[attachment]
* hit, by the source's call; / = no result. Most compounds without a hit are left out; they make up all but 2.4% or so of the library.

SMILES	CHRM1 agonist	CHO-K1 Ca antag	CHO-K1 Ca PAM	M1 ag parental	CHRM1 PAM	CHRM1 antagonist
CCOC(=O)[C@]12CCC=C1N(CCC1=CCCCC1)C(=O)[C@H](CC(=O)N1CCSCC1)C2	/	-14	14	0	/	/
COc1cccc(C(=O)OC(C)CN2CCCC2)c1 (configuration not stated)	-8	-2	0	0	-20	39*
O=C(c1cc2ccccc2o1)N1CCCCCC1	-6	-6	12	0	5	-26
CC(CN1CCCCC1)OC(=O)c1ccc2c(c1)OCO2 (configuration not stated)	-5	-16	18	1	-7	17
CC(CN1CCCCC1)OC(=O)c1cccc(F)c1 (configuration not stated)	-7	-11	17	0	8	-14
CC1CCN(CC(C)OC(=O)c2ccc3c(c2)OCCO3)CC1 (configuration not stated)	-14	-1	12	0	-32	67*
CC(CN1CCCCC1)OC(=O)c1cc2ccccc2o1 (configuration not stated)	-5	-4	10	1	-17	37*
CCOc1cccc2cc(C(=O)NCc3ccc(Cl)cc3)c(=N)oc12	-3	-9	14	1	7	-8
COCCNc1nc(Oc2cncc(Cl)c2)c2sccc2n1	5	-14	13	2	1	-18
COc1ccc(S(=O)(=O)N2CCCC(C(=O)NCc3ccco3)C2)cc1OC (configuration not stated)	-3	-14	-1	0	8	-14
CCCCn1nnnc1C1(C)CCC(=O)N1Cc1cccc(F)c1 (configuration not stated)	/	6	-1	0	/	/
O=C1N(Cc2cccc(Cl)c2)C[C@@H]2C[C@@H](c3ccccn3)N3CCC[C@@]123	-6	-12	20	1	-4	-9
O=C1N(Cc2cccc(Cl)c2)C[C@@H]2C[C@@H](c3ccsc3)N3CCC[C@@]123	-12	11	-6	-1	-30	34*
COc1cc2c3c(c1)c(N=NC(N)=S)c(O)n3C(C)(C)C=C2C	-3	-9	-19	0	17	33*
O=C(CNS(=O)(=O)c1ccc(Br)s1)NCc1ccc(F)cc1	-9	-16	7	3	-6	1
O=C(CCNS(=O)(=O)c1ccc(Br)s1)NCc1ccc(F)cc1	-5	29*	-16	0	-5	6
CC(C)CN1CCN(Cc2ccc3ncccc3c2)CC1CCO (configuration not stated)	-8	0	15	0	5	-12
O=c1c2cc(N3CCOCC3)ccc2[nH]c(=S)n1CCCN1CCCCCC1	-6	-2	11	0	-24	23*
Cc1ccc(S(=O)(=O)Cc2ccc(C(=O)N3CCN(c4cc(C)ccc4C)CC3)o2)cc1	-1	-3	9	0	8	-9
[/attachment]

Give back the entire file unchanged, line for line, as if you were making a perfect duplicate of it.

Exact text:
* hit, by the source's call; / = no result. Most compounds without a hit are left out; they make up all but 2.4% or so of the library.

SMILES	CHRM1 agonist	CHO-K1 Ca antag	CHO-K1 Ca PAM	M1 ag parental	CHRM1 PAM	CHRM1 antagonist
CCOC(=O)[C@]12CCC=C1N(CCC1=CCCCC1)C(=O)[C@H](CC(=O)N1CCSCC1)C2	/	-14	14	0	/	/
COc1cccc(C(=O)OC(C)CN2CCCC2)c1 (configuration not stated)	-8	-2	0	0	-20	39*
O=C(c1cc2ccccc2o1)N1CCCCCC1	-6	-6	12	0	5	-26
CC(CN1CCCCC1)OC(=O)c1ccc2c(c1)OCO2 (configuration not stated)	-5	-16	18	1	-7	17
CC(CN1CCCCC1)OC(=O)c1cccc(F)c1 (configuration not stated)	-7	-11	17	0	8	-14
CC1CCN(CC(C)OC(=O)c2ccc3c(c2)OCCO3)CC1 (configuration not stated)	-14	-1	12	0	-32	67*
CC(CN1CCCCC1)OC(=O)c1cc2ccccc2o1 (configuration not stated)	-5	-4	10	1	-17	37*
CCOc1cccc2cc(C(=O)NCc3ccc(Cl)cc3)c(=N)oc12	-3	-9	14	1	7	-8
COCCNc1nc(Oc2cncc(Cl)c2)c2sccc2n1	5	-14	13	2	1	-18
COc1ccc(S(=O)(=O)N2CCCC(C(=O)NCc3ccco3)C2)cc1OC (configuration not stated)	-3	-14	-1	0	8	-14
CCCCn1nnnc1C1(C)CCC(=O)N1Cc1cccc(F)c1 (configuration not stated)	/	6	-1	0	/	/
O=C1N(Cc2cccc(Cl)c2)C[C@@H]2C[C@@H](c3ccccn3)N3CCC[C@@]123	-6	-12	20	1	-4	-9
O=C1N(Cc2cccc(Cl)c2)C[C@@H]2C[C@@H](c3ccsc3)N3CCC[C@@]123	-12	11	-6	-1	-30	34*
COc1cc2c3c(c1)c(N=NC(N)=S)c(O)n3C(C)(C)C=C2C	-3	-9	-19	0	17	33*
O=C(CNS(=O)(=O)c1ccc(Br)s1)NCc1ccc(F)cc1	-9	-16	7	3	-6	1
O=C(CCNS(=O)(=O)c1ccc(Br)s1)NCc1ccc(F)cc1	-5	29*	-16	0	-5	6
CC(C)CN1CCN(Cc2ccc3ncccc3c2)CC1CCO (configuration not stated)	-8	0	15	0	5	-12
O=c1c2cc(N3CCOCC3)ccc2[nH]c(=S)n1CCCN1CCCCCC1	-6	-2	11	0	-24	23*
Cc1ccc(S(=O)(=O)Cc2ccc(C(=O)N3CCN(c4cc(C)ccc4C)CC3)o2)cc1	-1	-3	9	0	8	-9